In college football, it’s good to have a .901 winning percentage and a recent national championship ring.
When you have a .901 winning percentage and a recent national championship ring, it can empower a man. It can excuse a lot of other stuff. It can enable a man to keep his job despite significant scandal and embarrassment within his program. It can help a man get a pass for keeping a seriously troubled employee on his staff — an employee accused multiple times of beating his wife, an employee whose behavior prompted the big winner’s own wife to text these three words: “He scares me.”
A .901 winning percentage and a recent national championship ring can entitle a man to tell bald-faced lies when asked whether he knew about that employee allegedly beating his wife. It can provide him the wiggle room to walk back those statements, when proven false, with a vague sentence or two. It can earn him a completely free pass from a fan base that generally thinks lying to the media – and by extension the public – is not only acceptable, but laudable.
A .901 winning percentage and a recent championship ring can embolden a man to vigorously combat a suspension that a great many people view as lenient. It can lead a man to attend a board of trustees meeting for hours, arguing his case, when the rational response would be to say “I accept your findings, thanks for not firing me,” and leave the premises in 60 seconds. It can lead a man down the path to delusional entitlement.
And it can create one of the more odd and awkward scenes in the perpetually weird world of college athletics — fans joining reporters to keep vigil outside a campus building where the big winner and the trustees were meeting. A meeting that began at 9 a.m. went into closed session at 9:02 and then dragged into the night almost 12 hours later, with a guest appearance being made by the big winner’s wife.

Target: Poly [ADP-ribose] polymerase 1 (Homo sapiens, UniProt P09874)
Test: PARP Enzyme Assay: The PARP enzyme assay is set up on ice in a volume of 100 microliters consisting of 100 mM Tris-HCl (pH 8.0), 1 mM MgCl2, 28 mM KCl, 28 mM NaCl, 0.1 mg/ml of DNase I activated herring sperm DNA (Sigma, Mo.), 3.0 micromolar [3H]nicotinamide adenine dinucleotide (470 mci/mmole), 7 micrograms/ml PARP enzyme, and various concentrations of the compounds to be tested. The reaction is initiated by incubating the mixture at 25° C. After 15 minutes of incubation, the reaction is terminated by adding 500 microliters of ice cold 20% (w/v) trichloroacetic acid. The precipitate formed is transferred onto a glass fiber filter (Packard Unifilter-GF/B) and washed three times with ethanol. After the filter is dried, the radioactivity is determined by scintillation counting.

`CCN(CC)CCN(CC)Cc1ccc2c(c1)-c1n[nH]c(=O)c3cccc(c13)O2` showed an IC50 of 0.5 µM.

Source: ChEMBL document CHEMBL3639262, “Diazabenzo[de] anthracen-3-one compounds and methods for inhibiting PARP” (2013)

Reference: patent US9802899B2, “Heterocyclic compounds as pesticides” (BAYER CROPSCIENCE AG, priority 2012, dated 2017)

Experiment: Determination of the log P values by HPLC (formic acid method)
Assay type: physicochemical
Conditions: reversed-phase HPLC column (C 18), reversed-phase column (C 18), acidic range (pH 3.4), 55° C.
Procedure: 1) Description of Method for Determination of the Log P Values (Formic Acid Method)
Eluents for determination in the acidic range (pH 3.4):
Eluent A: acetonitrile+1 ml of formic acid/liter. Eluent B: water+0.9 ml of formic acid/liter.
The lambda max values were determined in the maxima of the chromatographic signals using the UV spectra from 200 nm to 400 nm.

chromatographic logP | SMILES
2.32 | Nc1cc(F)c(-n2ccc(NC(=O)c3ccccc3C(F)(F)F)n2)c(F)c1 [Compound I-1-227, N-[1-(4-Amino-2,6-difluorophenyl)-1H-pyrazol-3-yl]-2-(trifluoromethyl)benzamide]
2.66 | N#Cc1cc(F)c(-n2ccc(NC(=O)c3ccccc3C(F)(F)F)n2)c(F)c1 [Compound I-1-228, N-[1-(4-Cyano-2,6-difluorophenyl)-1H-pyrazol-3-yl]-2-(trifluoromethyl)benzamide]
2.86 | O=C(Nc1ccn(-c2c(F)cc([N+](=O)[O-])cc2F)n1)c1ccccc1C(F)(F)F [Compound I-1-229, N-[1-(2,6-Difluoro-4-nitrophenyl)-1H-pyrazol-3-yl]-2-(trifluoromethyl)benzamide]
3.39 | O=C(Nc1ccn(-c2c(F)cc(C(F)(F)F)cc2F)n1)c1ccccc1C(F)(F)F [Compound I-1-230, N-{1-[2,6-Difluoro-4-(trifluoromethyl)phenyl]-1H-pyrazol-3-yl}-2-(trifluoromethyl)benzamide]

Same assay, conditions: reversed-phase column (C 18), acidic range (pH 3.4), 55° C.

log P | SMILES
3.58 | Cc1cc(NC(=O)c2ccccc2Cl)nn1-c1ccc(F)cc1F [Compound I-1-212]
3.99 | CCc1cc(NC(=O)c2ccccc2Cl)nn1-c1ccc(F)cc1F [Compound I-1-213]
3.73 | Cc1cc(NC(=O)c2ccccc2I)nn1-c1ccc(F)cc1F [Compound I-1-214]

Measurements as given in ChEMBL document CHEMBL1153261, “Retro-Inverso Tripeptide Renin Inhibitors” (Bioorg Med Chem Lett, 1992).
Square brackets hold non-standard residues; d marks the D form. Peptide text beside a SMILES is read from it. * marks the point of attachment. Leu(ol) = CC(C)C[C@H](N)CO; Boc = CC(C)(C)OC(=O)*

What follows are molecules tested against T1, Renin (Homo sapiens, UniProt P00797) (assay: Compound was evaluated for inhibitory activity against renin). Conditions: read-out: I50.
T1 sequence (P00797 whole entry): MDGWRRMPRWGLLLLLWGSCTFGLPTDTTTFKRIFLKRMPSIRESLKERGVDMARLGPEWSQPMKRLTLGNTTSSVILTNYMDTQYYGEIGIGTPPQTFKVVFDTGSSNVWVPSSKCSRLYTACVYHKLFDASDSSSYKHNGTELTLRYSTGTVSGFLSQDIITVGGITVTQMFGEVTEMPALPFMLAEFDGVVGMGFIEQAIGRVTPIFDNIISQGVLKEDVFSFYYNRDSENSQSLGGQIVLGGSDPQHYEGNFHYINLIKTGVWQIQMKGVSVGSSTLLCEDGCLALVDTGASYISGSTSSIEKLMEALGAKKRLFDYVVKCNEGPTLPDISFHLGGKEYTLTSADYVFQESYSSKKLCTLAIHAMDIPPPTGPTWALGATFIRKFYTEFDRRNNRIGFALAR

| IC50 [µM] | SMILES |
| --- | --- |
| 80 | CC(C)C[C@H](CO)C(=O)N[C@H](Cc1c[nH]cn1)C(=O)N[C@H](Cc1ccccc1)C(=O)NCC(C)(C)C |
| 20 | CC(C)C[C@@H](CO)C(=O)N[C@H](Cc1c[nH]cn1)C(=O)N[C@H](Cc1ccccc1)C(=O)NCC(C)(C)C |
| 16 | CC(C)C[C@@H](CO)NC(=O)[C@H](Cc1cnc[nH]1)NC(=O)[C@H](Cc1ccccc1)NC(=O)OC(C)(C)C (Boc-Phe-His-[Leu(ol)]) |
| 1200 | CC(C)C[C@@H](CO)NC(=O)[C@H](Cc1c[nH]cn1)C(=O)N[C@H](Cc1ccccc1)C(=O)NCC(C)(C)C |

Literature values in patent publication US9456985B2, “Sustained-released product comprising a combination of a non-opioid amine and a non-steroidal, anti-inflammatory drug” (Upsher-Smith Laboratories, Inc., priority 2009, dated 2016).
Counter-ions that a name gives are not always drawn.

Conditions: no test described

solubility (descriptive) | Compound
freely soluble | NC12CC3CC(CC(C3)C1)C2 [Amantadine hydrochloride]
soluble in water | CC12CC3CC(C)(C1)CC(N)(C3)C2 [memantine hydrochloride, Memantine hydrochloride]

A marathon showdown of sorts was not expected to be part of this.
The resolution of this investigation was never going to please everyone, which made it an arduous task. But the failure to conclude it in an orderly fashion was a bad look for all involved. Even without knowing the details of what happened in the meeting room, the board comes off looking indecisive and the coach comes off looking like hubris personified.
Compare the power that comes with a .901 winning percentage and a recent national championship ring with that of a less successful coach at the same institution. Say, the college basketball coach, who had a .733 winning percentage and no national championship rings. That coach was abruptly pushed out 14 months ago. He had some health issues, but no known scandal befouling his program.
The largely successful basketball coach had to go. The wildly successful football coach had to stay.
That’s the reality at Ohio State, which retained Urban Meyer but relinquished its reputation in the process. Moving on from this entire tawdry spectacle won’t be easy.
A school that grandiosely refers to itself as THE Ohio State University will be called THE Sex Toy University on rival campuses this fall. Or worse.
That’s the Zach Smith legacy. That’s what the Buckeyes get for having him on staff as long as they did. You employ a bum, you take your lumps.
But, hey, they kept the guy who is undefeated against Michigan while the coach at Ohio State. Who upset almighty Alabama. Who won it all in 2014.
And although the Buckeyes have one of the largest and loudest lunatic fan fringes, which contributes to the school’s “Winning Is Everything” rep, let’s be honest: Several other universities would do the same if their coach had a .901 winning percentage and a recent national championship ring. Louisville kept Rick Pitino through its own assistant coach scandal, when Andre McGee paid strippers and hookers to entertain recruits and players in a campus dorm. It wasn’t until the next scandal hit that Pitino finally had to go.
There will be no shortage of rationalizations and justifications and explanations for why Urban Meyer deserved to keep his job. But if the final analysis is going to be an honest one, it should start with this overarching fact:
He has a .901 winning percentage and a recent national championship ring.
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